It’s not perfect, as you can see. It’s broken all over and I patch it together by dipping my fingers in the ice water and pinching the crevices together. But here’s the beauty – no matter how much it’s falling apart (the fact that it’s gluten free and not a specially designed recipe for such makes it even more crumbly), you can slide the entire thing smoothly into the pan when it’s on the wax paper.
Make sure you cut off the excess paper because I find it tends to burn.
Now comes the dijon mustard.
Oh this is clearly not enough! Break out the new one.
Spread it in a thick layer at the bottom of your crust.
Hm. You know what? It is enough, because my kids are going to be eating this too and I don’t want their little noses to smart.
Or to hear them sing the usual refrain, “Oh mais – c’est quoi ça? J’aime paaaaaaas!” (Wait – what’s that? I don’t liiiiiike that)! Familiar? Anyway, no matter how much mustard you decide to put, be careful not to overdo it around the edges because it tends to collect there and your eyes will be watering.
You’ll need some grated emmental or gruyère (Swiss cheese).
This was just for show – I actually have an entire bag of pre-grated emmental.
How pretty. Covers that broken ole crust up with no problem. What’s that proverb? “Cheese covers a multitude of sins?” No – not quite it.
Now it’s time to cut the tomatoes. Let’s have a moment of appreciation for the smell. Have you ever picked your own tomatoes and eaten them right off the vine? It’s happiness itself.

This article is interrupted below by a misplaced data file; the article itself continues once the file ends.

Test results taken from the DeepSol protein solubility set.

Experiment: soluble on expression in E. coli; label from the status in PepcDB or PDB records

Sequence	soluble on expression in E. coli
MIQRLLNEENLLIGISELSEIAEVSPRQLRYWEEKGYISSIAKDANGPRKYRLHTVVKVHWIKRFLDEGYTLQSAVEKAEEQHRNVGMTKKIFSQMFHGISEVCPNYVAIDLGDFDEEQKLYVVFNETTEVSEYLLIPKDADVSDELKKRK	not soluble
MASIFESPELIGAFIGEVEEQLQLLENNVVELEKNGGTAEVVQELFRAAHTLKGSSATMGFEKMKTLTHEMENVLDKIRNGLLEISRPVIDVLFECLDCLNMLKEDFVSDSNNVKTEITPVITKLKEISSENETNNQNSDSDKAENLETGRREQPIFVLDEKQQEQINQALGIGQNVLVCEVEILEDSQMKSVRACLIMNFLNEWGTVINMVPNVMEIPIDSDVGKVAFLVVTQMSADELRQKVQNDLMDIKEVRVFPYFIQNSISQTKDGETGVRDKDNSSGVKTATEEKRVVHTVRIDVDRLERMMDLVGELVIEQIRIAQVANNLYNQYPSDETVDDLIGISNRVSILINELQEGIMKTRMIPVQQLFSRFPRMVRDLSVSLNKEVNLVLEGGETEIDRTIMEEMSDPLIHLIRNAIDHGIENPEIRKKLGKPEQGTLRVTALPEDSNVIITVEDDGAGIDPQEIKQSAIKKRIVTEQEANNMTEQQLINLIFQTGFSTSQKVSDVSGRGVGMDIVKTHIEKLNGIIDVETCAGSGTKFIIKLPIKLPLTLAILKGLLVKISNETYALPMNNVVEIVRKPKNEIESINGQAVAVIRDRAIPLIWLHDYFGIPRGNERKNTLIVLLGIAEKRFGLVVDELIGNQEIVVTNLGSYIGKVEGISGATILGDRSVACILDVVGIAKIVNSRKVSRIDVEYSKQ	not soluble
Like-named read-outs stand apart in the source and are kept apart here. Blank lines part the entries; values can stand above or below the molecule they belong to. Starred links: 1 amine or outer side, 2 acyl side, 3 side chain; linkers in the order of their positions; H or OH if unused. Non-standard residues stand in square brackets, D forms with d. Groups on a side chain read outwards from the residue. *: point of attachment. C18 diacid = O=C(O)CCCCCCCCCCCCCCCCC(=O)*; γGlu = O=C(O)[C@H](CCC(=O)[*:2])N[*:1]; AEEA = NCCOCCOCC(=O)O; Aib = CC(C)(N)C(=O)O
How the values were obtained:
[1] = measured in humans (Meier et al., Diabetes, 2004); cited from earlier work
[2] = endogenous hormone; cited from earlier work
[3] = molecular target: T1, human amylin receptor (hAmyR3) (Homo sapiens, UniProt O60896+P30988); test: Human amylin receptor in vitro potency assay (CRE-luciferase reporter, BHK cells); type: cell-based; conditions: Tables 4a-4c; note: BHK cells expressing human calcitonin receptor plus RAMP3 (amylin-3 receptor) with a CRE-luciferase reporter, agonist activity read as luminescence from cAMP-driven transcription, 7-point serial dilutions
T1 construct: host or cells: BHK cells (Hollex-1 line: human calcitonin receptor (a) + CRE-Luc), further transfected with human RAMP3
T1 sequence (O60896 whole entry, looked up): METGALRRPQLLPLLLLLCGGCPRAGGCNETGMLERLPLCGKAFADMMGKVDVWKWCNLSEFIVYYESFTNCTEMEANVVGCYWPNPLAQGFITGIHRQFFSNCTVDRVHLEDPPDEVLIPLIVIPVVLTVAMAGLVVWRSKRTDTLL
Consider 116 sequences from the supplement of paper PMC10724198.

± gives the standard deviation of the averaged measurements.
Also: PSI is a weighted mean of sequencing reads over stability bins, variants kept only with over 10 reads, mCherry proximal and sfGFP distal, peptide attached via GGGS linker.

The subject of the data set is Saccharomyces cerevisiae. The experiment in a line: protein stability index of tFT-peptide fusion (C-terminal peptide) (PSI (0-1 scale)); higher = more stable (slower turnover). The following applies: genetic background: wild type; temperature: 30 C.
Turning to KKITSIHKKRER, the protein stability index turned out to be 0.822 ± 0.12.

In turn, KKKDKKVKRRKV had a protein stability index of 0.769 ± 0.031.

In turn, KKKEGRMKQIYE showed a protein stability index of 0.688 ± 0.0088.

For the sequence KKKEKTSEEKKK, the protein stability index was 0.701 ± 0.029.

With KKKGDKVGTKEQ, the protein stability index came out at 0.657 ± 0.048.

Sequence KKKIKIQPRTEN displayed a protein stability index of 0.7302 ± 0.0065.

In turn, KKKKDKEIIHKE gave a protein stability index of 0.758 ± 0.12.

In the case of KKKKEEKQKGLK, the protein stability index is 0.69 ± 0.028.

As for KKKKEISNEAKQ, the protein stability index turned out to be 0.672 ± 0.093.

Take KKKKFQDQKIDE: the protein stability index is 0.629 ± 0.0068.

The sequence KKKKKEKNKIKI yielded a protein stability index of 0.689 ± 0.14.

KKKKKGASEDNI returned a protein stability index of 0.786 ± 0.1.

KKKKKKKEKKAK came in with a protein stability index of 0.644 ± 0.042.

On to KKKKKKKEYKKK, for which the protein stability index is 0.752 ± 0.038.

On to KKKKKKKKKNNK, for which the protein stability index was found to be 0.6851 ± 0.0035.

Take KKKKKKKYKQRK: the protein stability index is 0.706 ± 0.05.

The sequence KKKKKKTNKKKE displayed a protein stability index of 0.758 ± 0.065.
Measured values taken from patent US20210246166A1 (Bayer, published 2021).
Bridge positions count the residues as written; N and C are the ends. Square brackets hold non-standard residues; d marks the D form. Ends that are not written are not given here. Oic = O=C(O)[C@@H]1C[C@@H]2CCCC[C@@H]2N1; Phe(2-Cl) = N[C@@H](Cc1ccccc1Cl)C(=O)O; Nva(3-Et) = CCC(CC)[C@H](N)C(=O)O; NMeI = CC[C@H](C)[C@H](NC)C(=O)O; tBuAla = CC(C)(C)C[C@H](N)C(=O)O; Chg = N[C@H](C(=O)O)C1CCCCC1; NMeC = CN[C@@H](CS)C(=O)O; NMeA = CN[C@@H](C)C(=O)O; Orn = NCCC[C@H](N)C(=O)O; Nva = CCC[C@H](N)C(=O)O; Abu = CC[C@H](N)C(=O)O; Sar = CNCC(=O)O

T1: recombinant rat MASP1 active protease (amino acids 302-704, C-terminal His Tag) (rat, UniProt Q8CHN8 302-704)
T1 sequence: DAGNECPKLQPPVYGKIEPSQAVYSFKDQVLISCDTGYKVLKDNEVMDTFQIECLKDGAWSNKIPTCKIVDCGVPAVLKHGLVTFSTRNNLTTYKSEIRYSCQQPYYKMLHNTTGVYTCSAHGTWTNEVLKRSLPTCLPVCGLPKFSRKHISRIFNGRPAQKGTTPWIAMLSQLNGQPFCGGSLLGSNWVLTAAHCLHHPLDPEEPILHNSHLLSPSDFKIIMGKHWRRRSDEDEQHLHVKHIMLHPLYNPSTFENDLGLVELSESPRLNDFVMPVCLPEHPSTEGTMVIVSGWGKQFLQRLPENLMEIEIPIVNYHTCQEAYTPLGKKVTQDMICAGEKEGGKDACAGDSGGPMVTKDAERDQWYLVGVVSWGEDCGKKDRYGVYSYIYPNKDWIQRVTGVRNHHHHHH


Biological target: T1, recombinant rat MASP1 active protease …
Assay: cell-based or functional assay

Make sure when you cut the tomatoes, you place the stem parallel to the counter. See – if you put the spot where the stem was perpendicular to the counter, the tomato is less pretty when you cut it.
You have a nice pretty “heart chamber” design.
See that? The one on the left was cut properly, and the one on the right was not. Can you see how much better it looks? That is how you should cut your tomatoes and place them on the tarte. Believe me, this make a difference in presentation.
Scallop the tomatoes thickly around the tarte on top of the cheese.
These things are so big that I covered the entire thing with only two tomatoes!
(And they smell so lovely).
Sprinkle with basil, or place whole leaves of basil over the tarte before baking.
In the oven we go. You’ll bake about 30 minutes at 350°F, but keep checking that you don’t need to turn it to get even baking – the crust should be browned, the cheese melted, and the tomatoes wilted. It should look done.
Drizzle olive oil over the finished piece.
I know you think that it’s not necessary with all the butter/cream that’s already in there, but this is a crucial step taste-wise.
And here’s the tarte. Feast your senses.
You know, I wooed my husband with this tarte. On one of our first dates, I brought it to a picnic and it turned out that his mother makes the same tarte and it was his absolute favorite. He couldn’t believe that he found an American girl to make his favorite French dish! (I had lived with three families in France by then).
So he married me!
Nah, really he married me for my beauty (cough, cough).
No, he married for my money (canned laughter).
I think he married me because I knew how to bake my way into a man’s tarte.